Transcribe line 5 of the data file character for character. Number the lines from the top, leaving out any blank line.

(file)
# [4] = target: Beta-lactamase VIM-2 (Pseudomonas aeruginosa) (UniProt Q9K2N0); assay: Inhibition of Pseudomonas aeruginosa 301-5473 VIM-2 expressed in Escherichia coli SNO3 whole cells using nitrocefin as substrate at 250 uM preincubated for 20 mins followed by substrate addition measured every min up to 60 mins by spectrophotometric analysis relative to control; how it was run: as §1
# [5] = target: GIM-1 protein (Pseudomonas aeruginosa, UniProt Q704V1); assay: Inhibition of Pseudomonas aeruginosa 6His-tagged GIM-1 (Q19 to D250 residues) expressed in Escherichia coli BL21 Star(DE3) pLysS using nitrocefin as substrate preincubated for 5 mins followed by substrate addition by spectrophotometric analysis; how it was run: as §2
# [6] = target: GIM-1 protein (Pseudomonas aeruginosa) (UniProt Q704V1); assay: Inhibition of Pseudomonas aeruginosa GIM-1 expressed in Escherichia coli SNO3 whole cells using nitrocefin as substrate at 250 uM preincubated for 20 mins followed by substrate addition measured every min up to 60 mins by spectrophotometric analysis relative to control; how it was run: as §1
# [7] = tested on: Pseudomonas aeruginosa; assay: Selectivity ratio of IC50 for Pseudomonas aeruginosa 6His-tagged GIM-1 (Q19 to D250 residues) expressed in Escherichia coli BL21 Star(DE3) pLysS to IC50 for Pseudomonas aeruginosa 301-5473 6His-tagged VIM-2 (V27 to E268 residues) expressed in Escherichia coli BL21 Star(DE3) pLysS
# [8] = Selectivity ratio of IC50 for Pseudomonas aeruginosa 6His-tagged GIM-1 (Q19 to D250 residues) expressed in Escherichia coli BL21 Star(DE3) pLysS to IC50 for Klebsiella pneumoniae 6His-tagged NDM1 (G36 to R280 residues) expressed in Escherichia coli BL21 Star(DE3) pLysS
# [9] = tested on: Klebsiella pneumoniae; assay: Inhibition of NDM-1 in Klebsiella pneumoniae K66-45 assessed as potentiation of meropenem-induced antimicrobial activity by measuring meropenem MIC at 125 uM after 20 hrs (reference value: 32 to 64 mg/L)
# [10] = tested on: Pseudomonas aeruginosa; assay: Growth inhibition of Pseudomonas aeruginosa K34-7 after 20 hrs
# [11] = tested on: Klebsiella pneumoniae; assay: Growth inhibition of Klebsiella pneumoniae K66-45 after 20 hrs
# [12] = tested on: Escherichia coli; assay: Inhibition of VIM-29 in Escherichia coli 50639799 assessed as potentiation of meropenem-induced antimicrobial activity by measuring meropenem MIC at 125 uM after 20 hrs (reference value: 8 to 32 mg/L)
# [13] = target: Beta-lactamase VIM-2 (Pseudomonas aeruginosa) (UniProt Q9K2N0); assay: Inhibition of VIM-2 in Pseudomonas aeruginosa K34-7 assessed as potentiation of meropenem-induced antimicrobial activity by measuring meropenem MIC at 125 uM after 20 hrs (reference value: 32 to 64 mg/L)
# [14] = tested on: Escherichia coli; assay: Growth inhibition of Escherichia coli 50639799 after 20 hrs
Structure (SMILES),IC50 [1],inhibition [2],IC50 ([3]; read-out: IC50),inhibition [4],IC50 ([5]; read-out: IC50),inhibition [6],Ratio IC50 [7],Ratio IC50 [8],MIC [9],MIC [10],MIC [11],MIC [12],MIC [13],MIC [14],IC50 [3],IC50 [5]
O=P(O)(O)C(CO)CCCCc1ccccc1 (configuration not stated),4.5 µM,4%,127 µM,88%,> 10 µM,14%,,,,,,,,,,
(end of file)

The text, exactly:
# [8] = Selectivity ratio of IC50 for Pseudomonas aeruginosa 6His-tagged GIM-1 (Q19 to D250 residues) expressed in Escherichia coli BL21 Star(DE3) pLysS to IC50 for Klebsiella pneumoniae 6His-tagged NDM1 (G36 to R280 residues) expressed in Escherichia coli BL21 Star(DE3) pLysS